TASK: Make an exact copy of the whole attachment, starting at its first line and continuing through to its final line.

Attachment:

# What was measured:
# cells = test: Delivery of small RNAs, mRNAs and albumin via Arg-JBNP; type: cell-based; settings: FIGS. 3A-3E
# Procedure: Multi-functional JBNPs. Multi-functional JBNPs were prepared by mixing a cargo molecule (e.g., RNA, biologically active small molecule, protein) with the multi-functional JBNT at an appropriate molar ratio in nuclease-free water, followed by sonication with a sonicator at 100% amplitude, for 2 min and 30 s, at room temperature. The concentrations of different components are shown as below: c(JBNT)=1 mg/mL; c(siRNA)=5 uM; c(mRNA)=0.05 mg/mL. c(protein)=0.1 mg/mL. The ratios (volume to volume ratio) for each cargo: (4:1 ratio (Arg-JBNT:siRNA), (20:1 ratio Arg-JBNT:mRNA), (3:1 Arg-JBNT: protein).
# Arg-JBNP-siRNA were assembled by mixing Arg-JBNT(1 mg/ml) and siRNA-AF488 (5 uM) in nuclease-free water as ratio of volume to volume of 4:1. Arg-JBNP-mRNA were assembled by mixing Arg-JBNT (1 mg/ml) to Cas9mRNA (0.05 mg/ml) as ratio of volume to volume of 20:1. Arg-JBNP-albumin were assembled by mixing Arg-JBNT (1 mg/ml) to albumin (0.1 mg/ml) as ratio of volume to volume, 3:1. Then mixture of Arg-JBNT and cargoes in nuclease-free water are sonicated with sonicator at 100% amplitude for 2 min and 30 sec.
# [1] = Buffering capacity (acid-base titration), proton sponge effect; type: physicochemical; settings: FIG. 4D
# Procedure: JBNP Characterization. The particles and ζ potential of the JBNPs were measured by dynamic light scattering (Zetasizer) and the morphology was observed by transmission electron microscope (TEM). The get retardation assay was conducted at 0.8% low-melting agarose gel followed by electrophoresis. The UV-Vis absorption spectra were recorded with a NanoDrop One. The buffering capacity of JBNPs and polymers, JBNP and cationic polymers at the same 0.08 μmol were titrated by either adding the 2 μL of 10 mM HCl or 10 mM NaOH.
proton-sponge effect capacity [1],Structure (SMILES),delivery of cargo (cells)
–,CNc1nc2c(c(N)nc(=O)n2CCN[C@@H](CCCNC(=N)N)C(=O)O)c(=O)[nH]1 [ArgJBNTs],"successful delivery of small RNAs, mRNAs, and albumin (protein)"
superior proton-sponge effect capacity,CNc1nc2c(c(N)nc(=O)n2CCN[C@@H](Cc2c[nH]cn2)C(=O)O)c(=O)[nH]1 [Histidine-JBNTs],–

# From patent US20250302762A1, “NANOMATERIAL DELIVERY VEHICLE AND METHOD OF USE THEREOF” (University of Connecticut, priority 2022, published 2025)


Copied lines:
# What was measured:
# cells = test: Delivery of small RNAs, mRNAs and albumin via Arg-JBNP; type: cell-based; settings: FIGS. 3A-3E
# Procedure: Multi-functional JBNPs. Multi-functional JBNPs were prepared by mixing a cargo molecule (e.g., RNA, biologically active small molecule, protein) with the multi-functional JBNT at an appropriate molar ratio in nuclease-free water, followed by sonication with a sonicator at 100% amplitude, for 2 min and 30 s, at room temperature. The concentrations of different components are shown as below: c(JBNT)=1 mg/mL; c(siRNA)=5 uM; c(mRNA)=0.05 mg/mL. c(protein)=0.1 mg/mL. The ratios (volume to volume ratio) for each cargo: (4:1 ratio (Arg-JBNT:siRNA), (20:1 ratio Arg-JBNT:mRNA), (3:1 Arg-JBNT: protein).
# Arg-JBNP-siRNA were assembled by mixing Arg-JBNT(1 mg/ml) and siRNA-AF488 (5 uM) in nuclease-free water as ratio of volume to volume of 4:1. Arg-JBNP-mRNA were assembled by mixing Arg-JBNT (1 mg/ml) to Cas9mRNA (0.05 mg/ml) as ratio of volume to volume of 20:1. Arg-JBNP-albumin were assembled by mixing Arg-JBNT (1 mg/ml) to albumin (0.1 mg/ml) as ratio of volume to volume, 3:1. Then mixture of Arg-JBNT and cargoes in nuclease-free water are sonicated with sonicator at 100% amplitude for 2 min and 30 sec.
# [1] = Buffering capacity (acid-base titration), proton sponge effect; type: physicochemical; settings: FIG. 4D
# Procedure: JBNP Characterization. The particles and ζ potential of the JBNPs were measured by dynamic light scattering (Zetasizer) and the morphology was observed by transmission electron microscope (TEM). The get retardation assay was conducted at 0.8% low-melting agarose gel followed by electrophoresis. The UV-Vis absorption spectra were recorded with a NanoDrop One. The buffering capacity of JBNPs and polymers, JBNP and cationic polymers at the same 0.08 μmol were titrated by either adding the 2 μL of 10 mM HCl or 10 mM NaOH.
proton-sponge effect capacity [1],Structure (SMILES),delivery of cargo (cells)
–,CNc1nc2c(c(N)nc(=O)n2CCN[C@@H](CCCNC(=N)N)C(=O)O)c(=O)[nH]1 [ArgJBNTs],"successful delivery of small RNAs, mRNAs, and albumin (protein)"
superior proton-sponge effect capacity,CNc1nc2c(c(N)nc(=O)n2CCN[C@@H](Cc2c[nH]cn2)C(=O)O)c(=O)[nH]1 [Histidine-JBNTs],–

# From patent US20250302762A1, “NANOMATERIAL DELIVERY VEHICLE AND METHOD OF USE THEREOF” (University of Connecticut, priority 2022, published 2025)